If you’re anything like me, you’ll think upcycling is among the best things in the entire world.
I combined my love of altar making and the art of upcycling to make a sweet little sacred space to perform magick and the like.
Here are some ideas for your very own upcycled altar:
- Old jam jar lid painted black with a star on top.
- Cardboard decorated with ribbon, rhinestones, and old buttons.
- Teacup saucer with a star in the center.
- Pringles can lid with a star etched into the center. (backing this with a bright colored piece of paper doesn’t look half bad)
- Take an old comb and place the stick-handle part into a cylindrical shape. (toothbrush travel cases and toilet paper rolls work well, but the roll should be cut a little to fit the comb) Wrap it with ribbon, and top with a knife of sorts. Pocket blades, antlers, horns, and even a whittled piece of wood will be fine. Decorate as desired, and make sure the ‘blade’ won’t fall off.
- A large kitchen bowl or terracotta pot can easily be redecorated and adapted to use as a cauldron. For the kitchen bowl, you can paint it black, leave it alone, or just glue a few things onto it. Mine was spray painted black and trimmed with little white moon-glyphs. To add a handle, drill holes into the side and attach wire or metal securely. Terracotta pots are similar, but have to be treated with more care when moving and drilling.
- Take a bunch of stones and glue them securely into a plastic or glass bowl. You can do the same on the outside, or leave it as it is.
- Melting down crayons into coca-cola bottle caps, acorn lids etc. can be an endearing addition to your altar. You can pick the perfect colors, add sweet scents, and place the herbs you wish to use right into the mix.
- Crafting your own statues is so much fun. You can create gods and goddesses out of felt, scrap fabric, old tees, and even rags. Give them personality and stuff them up with intention. If your ‘statue’ is of a deity with specific symbols, you can add those onto them, and keep sachets of their herbs/plants inside of their little bellies.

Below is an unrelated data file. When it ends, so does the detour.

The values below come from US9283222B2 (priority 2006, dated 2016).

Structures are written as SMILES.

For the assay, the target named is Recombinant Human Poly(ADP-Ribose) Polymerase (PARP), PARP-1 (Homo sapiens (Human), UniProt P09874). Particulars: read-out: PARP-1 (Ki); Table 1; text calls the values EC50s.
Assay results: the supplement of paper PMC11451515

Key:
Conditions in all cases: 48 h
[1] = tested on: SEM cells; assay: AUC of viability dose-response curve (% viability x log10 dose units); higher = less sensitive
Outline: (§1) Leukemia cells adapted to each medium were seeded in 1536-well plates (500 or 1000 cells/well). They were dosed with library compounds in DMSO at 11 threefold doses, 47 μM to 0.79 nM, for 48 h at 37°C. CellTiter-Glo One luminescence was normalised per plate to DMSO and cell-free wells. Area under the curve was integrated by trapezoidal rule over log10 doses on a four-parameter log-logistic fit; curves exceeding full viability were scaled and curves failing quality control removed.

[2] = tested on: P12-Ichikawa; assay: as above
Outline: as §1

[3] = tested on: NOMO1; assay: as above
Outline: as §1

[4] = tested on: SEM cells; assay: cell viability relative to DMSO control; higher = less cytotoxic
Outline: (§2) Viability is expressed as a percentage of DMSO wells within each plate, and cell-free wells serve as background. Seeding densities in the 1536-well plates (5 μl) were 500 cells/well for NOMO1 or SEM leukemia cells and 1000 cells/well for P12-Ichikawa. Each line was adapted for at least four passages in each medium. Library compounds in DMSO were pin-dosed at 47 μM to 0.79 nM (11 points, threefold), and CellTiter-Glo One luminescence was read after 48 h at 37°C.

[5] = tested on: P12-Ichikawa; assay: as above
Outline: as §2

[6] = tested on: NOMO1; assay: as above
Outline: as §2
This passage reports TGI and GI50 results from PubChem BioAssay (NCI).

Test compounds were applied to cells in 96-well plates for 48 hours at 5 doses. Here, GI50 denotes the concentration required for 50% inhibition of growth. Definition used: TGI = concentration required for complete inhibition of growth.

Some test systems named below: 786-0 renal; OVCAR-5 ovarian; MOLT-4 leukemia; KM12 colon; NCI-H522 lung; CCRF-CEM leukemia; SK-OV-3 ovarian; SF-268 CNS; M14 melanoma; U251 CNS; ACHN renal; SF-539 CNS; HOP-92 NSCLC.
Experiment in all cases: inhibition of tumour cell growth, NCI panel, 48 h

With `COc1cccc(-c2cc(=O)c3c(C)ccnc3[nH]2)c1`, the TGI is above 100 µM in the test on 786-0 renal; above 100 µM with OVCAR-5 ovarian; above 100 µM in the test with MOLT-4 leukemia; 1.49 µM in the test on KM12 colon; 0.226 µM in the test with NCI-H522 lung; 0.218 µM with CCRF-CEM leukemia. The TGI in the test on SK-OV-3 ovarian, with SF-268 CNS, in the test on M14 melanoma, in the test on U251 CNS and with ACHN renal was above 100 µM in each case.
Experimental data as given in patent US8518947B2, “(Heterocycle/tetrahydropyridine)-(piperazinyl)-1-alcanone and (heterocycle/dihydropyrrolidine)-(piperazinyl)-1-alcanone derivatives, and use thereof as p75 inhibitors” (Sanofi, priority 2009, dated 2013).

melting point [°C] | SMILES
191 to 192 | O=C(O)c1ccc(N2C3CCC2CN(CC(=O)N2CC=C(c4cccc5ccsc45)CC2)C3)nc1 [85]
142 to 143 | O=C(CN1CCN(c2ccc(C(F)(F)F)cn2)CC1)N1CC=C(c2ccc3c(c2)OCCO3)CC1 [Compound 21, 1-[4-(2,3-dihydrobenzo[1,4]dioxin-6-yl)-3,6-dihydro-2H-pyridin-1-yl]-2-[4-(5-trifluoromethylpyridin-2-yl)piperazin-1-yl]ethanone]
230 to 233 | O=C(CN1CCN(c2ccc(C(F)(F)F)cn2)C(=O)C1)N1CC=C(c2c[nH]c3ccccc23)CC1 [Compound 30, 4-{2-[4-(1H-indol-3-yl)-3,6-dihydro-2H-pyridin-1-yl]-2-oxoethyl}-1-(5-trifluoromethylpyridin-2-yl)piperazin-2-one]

- Get some clay or play doh and shape out the statues yourself! They can be faceless like mine if you don’t feel confident on their features, or they can be simple ‘goddess’ or ‘god’ statues with no real identity.
- Patch together old tee shirt scraps, rags, and scarves
- Crochet/knit an altar cloth using leftover yarn.
- Weave a natural cloth using things outside like willow tree branches and long plant leaves.
- Dress up a blanket using paint or embroidery. You can even make it a little guide for where to place certain items.
Most of the elements can be easily represented by things found just outside, but making a unique plaque for each is more exciting. I place each little representation on these four podiums:
A large, flat stone with the Earth symbol painted onto it. Using a steppingstone or a boulder is a nice little way to incorporate Earth into your altar. I place crystals, salt, and other Earth-y things onto this during rituals and spells. Taking a shoebox lidand tracing a circle out to work as the plaque as good as well.
I took a burnt piece of wood and smoothed it down a bit. My friend is a good wood-burner, so she helped me get a nice fire symbol onto it. Jars full of burnt paper, wood, etc… are excellent representations for an upcycled altar.
I took a bag of feathers from my crafting drawer, and picked the most realistic looking ones. I glued them onto my fabric-covered disk into the shape of the air symbol. It’s light, which I feel is quite fitting ;) Placing a bird picture, a woodwind instrument, or even your wand here is a sweet idea.
I use a really big seashell from my trip to the ocean as the representation of water. I didn’t draw a symbol onto this one, because I really like the shell and how it looks without it. Instead, I place a little slip of glittery paper onto the seashell that has the symbol glued onto it.